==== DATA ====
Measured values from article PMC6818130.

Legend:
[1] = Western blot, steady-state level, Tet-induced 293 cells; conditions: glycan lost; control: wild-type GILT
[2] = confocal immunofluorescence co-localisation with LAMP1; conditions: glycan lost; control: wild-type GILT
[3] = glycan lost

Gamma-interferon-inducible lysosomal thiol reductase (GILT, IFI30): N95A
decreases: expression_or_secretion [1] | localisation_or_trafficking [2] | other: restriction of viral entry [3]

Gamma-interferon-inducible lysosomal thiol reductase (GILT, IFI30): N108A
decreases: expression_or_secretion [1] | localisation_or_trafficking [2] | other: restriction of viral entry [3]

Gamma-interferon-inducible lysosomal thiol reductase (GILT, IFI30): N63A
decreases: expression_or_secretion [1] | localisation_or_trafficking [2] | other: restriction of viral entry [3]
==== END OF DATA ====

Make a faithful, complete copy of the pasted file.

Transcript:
Measured values from article PMC6818130.

Legend:
[1] = Western blot, steady-state level, Tet-induced 293 cells; conditions: glycan lost; control: wild-type GILT
[2] = confocal immunofluorescence co-localisation with LAMP1; conditions: glycan lost; control: wild-type GILT
[3] = glycan lost

Gamma-interferon-inducible lysosomal thiol reductase (GILT, IFI30): N95A
decreases: expression_or_secretion [1] | localisation_or_trafficking [2] | other: restriction of viral entry [3]

Gamma-interferon-inducible lysosomal thiol reductase (GILT, IFI30): N108A
decreases: expression_or_secretion [1] | localisation_or_trafficking [2] | other: restriction of viral entry [3]

Gamma-interferon-inducible lysosomal thiol reductase (GILT, IFI30): N63A
decreases: expression_or_secretion [1] | localisation_or_trafficking [2] | other: restriction of viral entry [3]